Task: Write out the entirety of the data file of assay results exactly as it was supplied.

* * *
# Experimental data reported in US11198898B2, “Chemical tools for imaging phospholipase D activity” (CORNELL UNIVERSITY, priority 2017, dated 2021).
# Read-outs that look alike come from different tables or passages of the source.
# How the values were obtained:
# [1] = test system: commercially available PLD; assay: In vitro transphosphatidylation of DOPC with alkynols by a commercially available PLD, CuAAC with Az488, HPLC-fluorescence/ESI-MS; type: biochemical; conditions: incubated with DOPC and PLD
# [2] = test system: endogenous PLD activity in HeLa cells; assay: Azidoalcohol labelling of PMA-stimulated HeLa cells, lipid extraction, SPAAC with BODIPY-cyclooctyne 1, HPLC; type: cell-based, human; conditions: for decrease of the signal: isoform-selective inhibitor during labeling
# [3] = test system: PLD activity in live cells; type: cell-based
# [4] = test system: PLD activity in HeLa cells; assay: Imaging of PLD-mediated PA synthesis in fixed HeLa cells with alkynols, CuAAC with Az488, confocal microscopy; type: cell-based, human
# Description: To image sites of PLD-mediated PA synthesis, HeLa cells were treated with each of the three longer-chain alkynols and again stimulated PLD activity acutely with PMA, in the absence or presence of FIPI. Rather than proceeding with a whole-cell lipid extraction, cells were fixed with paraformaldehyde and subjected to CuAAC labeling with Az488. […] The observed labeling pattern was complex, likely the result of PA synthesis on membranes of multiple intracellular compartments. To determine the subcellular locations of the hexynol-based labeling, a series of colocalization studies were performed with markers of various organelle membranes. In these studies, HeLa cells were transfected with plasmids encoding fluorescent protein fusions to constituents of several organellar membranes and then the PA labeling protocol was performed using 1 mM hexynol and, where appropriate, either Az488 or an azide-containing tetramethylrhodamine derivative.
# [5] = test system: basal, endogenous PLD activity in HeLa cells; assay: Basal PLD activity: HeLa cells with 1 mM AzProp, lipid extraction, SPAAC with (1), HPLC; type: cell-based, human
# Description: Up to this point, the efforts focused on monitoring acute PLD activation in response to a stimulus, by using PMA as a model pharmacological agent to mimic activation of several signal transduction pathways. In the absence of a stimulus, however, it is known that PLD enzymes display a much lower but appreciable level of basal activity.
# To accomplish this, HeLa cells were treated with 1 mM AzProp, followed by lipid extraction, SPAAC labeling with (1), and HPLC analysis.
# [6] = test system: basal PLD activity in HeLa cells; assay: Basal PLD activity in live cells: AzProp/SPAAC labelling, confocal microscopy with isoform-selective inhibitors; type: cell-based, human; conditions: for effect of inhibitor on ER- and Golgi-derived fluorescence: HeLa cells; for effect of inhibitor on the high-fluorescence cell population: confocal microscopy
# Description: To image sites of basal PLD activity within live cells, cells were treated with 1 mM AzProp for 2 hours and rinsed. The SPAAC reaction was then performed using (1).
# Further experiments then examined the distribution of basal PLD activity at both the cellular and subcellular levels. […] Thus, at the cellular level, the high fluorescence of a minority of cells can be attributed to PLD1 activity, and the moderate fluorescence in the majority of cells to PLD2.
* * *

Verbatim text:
# Experimental data reported in US11198898B2, “Chemical tools for imaging phospholipase D activity” (CORNELL UNIVERSITY, priority 2017, dated 2021).
# Read-outs that look alike come from different tables or passages of the source.
# How the values were obtained:
# [1] = test system: commercially available PLD; assay: In vitro transphosphatidylation of DOPC with alkynols by a commercially available PLD, CuAAC with Az488, HPLC-fluorescence/ESI-MS; type: biochemical; conditions: incubated with DOPC and PLD
# [2] = test system: endogenous PLD activity in HeLa cells; assay: Azidoalcohol labelling of PMA-stimulated HeLa cells, lipid extraction, SPAAC with BODIPY-cyclooctyne 1, HPLC; type: cell-based, human; conditions: for decrease of the signal: isoform-selective inhibitor during labeling
# [3] = test system: PLD activity in live cells; type: cell-based
# [4] = test system: PLD activity in HeLa cells; assay: Imaging of PLD-mediated PA synthesis in fixed HeLa cells with alkynols, CuAAC with Az488, confocal microscopy; type: cell-based, human
# Description: To image sites of PLD-mediated PA synthesis, HeLa cells were treated with each of the three longer-chain alkynols and again stimulated PLD activity acutely with PMA, in the absence or presence of FIPI. Rather than proceeding with a whole-cell lipid extraction, cells were fixed with paraformaldehyde and subjected to CuAAC labeling with Az488. […] The observed labeling pattern was complex, likely the result of PA synthesis on membranes of multiple intracellular compartments. To determine the subcellular locations of the hexynol-based labeling, a series of colocalization studies were performed with markers of various organelle membranes. In these studies, HeLa cells were transfected with plasmids encoding fluorescent protein fusions to constituents of several organellar membranes and then the PA labeling protocol was performed using 1 mM hexynol and, where appropriate, either Az488 or an azide-containing tetramethylrhodamine derivative.
# [5] = test system: basal, endogenous PLD activity in HeLa cells; assay: Basal PLD activity: HeLa cells with 1 mM AzProp, lipid extraction, SPAAC with (1), HPLC; type: cell-based, human
# Description: Up to this point, the efforts focused on monitoring acute PLD activation in response to a stimulus, by using PMA as a model pharmacological agent to mimic activation of several signal transduction pathways. In the absence of a stimulus, however, it is known that PLD enzymes display a much lower but appreciable level of basal activity.
# To accomplish this, HeLa cells were treated with 1 mM AzProp, followed by lipid extraction, SPAAC labeling with (1), and HPLC analysis.
# [6] = test system: basal PLD activity in HeLa cells; assay: Basal PLD activity in live cells: AzProp/SPAAC labelling, confocal microscopy with isoform-selective inhibitors; type: cell-based, human; conditions: for effect of inhibitor on ER- and Golgi-derived fluorescence: HeLa cells; for effect of inhibitor on the high-fluorescence cell population: confocal microscopy
# Description: To image sites of basal PLD activity within live cells, cells were treated with 1 mM AzProp for 2 hours and rinsed. The SPAAC reaction was then performed using (1).
# Further experiments then examined the distribution of basal PLD activity at both the cellular and subcellular levels. […] Thus, at the cellular level, the high fluorescence of a minority of cells can be attributed to PLD1 activity, and the moderate fluorescence in the majority of cells to PLD2.